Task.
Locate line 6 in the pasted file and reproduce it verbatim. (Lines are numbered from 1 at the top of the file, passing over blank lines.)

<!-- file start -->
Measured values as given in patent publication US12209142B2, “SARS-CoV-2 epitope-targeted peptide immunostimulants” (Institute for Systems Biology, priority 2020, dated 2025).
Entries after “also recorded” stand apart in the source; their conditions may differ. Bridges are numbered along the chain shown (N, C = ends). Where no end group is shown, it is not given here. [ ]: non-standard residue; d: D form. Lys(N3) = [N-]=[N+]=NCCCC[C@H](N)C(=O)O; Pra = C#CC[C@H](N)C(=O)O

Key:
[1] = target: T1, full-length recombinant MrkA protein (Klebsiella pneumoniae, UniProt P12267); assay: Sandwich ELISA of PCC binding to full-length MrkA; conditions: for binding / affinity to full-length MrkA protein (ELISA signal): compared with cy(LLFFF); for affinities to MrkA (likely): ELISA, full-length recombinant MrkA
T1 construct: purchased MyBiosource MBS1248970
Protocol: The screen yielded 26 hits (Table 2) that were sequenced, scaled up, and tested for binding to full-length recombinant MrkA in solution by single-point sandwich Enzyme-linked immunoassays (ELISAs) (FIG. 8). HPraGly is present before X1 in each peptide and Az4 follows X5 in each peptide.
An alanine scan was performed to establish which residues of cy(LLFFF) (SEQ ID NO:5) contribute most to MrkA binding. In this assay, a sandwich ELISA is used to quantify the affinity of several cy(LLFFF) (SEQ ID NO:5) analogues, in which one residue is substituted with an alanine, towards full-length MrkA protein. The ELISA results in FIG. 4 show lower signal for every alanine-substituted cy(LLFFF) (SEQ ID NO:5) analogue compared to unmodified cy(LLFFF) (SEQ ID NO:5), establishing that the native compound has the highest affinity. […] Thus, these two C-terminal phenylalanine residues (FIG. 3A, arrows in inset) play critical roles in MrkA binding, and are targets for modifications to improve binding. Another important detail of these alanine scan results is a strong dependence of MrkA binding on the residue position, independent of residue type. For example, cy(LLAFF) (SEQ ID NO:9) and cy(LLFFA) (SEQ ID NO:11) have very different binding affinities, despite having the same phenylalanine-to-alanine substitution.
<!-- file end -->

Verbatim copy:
Protocol: The screen yielded 26 hits (Table 2) that were sequenced, scaled up, and tested for binding to full-length recombinant MrkA in solution by single-point sandwich Enzyme-linked immunoassays (ELISAs) (FIG. 8). HPraGly is present before X1 in each peptide and Az4 follows X5 in each peptide.